The most important staple on homesteads during the 1800s are root crops: turnips, rutabagas, beets, parsnips, carrots, potatoes, onions, etc.
The reasons root crops are so important on the 1800s homestead:
- Very filling (high carb, high fiber, prevents hunger)
- Reliable crops/easy-to-grow (crop failures can mean starvation and even death to homesteaders in the 1800s)
- Highly productive (high yield) crops
- Excellent for available food storage methods (1800s food storage is root cellars, drying, and pickling)
- Can be prepared many different ways (baked, boiled, mashed, stews, soups, sliced & fried, etc.)
|Black Salsify roots * More common in 1800s than today * Oyster-like taste|
Beans and peas are another popular 1800s homestead staple because they are a relatively reliable crop, highly productive, and easily dried for long-term storage. Seed-saving, important on the backcountry homestead, is also very easy with beans and peas (as well as squashes) which is another factor in their favor.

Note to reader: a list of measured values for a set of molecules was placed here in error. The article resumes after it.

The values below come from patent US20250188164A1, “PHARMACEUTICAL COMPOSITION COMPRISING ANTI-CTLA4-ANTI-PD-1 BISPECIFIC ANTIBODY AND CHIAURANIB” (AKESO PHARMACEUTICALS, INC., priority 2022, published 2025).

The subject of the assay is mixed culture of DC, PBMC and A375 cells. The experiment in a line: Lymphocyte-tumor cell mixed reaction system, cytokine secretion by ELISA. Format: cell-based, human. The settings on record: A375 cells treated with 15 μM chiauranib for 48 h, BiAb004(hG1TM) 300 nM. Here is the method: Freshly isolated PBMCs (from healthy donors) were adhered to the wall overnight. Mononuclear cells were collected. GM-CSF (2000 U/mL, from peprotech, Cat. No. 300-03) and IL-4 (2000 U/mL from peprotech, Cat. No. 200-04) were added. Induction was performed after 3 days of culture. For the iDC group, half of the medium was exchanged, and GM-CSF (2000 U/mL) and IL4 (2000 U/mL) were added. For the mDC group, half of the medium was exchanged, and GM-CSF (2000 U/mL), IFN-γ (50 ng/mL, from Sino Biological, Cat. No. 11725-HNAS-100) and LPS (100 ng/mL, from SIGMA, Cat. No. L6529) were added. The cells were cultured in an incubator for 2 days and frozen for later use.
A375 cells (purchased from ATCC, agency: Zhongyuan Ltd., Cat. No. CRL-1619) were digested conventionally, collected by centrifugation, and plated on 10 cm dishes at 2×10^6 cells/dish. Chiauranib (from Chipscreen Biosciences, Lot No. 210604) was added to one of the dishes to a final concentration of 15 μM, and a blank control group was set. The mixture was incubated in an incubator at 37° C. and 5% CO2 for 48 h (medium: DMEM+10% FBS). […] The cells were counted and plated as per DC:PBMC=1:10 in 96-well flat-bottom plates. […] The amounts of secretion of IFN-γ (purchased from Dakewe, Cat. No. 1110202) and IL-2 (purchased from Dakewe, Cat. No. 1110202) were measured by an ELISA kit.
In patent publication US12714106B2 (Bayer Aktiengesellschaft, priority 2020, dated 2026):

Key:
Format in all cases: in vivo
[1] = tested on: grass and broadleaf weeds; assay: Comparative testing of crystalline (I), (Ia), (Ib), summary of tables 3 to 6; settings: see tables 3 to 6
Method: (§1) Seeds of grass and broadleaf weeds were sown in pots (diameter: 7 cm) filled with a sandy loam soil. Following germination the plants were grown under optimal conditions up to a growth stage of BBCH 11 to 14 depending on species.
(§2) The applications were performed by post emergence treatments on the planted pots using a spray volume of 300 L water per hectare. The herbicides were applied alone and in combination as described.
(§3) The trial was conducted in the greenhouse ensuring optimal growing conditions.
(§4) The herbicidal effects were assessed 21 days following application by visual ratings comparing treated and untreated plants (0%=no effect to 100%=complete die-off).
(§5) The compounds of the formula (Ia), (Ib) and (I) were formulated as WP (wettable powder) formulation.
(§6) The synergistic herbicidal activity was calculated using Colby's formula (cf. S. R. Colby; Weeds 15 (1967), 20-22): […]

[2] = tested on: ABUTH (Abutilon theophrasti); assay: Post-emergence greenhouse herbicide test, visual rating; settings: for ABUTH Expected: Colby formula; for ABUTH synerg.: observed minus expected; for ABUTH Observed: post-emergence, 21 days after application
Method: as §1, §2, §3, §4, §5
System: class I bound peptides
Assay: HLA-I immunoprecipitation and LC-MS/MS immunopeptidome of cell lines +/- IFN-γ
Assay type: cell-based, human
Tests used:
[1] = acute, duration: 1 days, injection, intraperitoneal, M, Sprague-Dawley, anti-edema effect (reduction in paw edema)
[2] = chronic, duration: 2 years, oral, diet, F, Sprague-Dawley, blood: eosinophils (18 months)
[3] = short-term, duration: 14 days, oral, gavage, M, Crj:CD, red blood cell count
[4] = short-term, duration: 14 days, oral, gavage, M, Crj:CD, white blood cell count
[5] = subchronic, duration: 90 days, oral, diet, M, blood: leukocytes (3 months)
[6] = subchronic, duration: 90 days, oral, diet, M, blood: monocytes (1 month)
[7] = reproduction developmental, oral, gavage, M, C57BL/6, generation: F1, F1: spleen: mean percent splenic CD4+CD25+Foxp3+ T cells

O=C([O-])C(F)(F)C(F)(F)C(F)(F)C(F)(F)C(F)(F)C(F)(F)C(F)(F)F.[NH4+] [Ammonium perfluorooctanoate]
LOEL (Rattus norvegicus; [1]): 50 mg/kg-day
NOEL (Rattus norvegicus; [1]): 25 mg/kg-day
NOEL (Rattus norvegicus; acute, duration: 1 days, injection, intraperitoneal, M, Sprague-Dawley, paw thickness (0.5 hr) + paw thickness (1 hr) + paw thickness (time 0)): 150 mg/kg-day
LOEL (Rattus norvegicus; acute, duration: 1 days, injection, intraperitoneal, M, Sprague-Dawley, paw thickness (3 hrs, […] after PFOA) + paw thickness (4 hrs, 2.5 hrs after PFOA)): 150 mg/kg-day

Peppers are also a popular choice on the 1800s homestead. They can be dried for long-term storage, but more often are pickled. Larger-type peppers are often stuffed with cabbage, onions, and spices (similar to what we call relish today) and then pickled.
Of course, a typical 1800s homestead also grows a wide variety of other crops, such as cabbages, tomatoes, and corn. However, the most important crop, the main staple, are root vegetables.
Root Cellaring: Natural Cold Storage of Fruits & Vegetables